This is the third of four 11+ Non-Verbal Reasoning exam illustrations looking at Analogies. By now you should be quite familiar with these types of question. As you’ll remember, analogies are simply ways of comparing one thing to another, like “claw is to lion, as talon is to eagle”. These questions require children to find the relationships between symbols or shapes and then apply them to others.
In the previous article we focussed on analogies to do with size, number and rotation. In this one we’ll take a look at ones formed by shading and movement.
You’ve come across these types of question before, so you will know that candidates are shown three shapes or patterns. The first two shapes are related in some way and the child must decide which shape or pattern is related to the third shape in the same way from a choice of options.
Now, let’s show you an example of how analogies can be formed from shading and movement.
On the left are two shapes with an arrow between them. Decide how they are related. The third shape is related to one of the remaining shapes in the same way. Which of the shapes goes with the third in the same way as the second goes with the first?
First, we look at the first two symbols. What can you make of the connections between them? The word version of this should read something like this:
Now, let’s do the same as we did in the last example and generalise it so that we can see what is required:
Left shape becomes the main shape; right shape becomes small and inside main one with same shading as the left shape; internal lines of right shape become internal lines of main one and internal symbols of right shape go to the outside of main shape.
It’s complicated, but if you deal with it one at a time it’s a lot less intimidating. When you follow the ‘instructions’ that we’ve just created, you end up describing shape ‘d’. All the other possibilities are wrong in some way and some deliberately make reference to the first pairing, trying to persuade the careless that there has to be some connection between the objects in the first pair and the objects in the second pair. As stated before, it’s the process that’s important, not the symbols.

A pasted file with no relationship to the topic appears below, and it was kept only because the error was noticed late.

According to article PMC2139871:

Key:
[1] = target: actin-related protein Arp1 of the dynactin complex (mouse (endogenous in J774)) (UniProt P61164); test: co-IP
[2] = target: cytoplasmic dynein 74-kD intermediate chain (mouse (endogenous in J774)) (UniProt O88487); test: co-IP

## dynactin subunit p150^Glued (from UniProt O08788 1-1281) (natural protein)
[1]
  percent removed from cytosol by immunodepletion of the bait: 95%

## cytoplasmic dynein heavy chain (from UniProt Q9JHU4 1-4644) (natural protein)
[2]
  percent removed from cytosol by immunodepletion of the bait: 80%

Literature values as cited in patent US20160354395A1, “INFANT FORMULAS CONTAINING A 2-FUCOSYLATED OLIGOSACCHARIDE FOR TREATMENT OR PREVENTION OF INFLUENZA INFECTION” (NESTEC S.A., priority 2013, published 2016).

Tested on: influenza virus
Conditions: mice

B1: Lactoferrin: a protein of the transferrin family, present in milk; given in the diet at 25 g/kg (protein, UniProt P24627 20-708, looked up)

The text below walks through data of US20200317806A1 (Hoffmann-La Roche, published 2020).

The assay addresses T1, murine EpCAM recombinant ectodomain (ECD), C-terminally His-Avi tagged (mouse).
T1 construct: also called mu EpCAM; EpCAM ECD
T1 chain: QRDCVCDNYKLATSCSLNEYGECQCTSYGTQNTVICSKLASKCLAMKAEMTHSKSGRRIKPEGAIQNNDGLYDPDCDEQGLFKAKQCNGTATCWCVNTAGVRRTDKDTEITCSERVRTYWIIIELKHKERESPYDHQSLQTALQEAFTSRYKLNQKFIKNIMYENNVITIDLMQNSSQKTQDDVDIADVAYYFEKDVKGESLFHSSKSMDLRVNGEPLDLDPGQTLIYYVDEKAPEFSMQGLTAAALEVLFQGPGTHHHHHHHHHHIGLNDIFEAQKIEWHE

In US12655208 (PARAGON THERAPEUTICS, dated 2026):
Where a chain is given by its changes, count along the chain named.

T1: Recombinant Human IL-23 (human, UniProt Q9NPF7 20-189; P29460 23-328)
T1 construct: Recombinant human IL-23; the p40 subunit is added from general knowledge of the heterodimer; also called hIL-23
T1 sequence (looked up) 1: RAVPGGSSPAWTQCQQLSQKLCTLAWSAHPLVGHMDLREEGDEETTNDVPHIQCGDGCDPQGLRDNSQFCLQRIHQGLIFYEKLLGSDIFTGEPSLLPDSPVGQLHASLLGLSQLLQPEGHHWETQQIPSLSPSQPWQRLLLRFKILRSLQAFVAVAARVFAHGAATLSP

I find that crossing out the wrong options is not the only good way to deal with the answers in this style of question. If your child is getting through the questions at pace, then don’t worry, but I like to use a physical approach using my fingers.
I say the first connection I see between the first pair in my head and apply it to the second pair. This is likely to rule out one of the options. I point my fingers to the remaining four options (or however many are left.)
Next, I go to another connection between the first two symbols and apply the same process to the second pair. This need only be applied to the remaining symbols that my fingers are pointing to; if any of them do not fit the pattern then I simply remove my finger from them and continue this process until I’m left with just one symbol.
Many children really appreciate having a physical element to the process and research suggests that physical movement can enhance a child’s understanding. An alternative is to cover up each ‘wrong’ answer with a finger and you are then left with just one correct answer.
So that’s your introduction to Analogies type questions in Non-Verbal Reasoning. We’ve shown you the main ways in which these questions are posed., so you might feel ready to try some sample questions.
There are 8 quizzes on the Education Quizzes website based on Analogies. You’ll find them in the 11+ Non-Verbal Reasoning section, or you can follow these links:
It might be wiser though to read your way through the next article though, so that you are fully armed to tackle Analogies questions. There are some devious tricks examiners like to use, and I’ll tell you about some of them in it – see you there!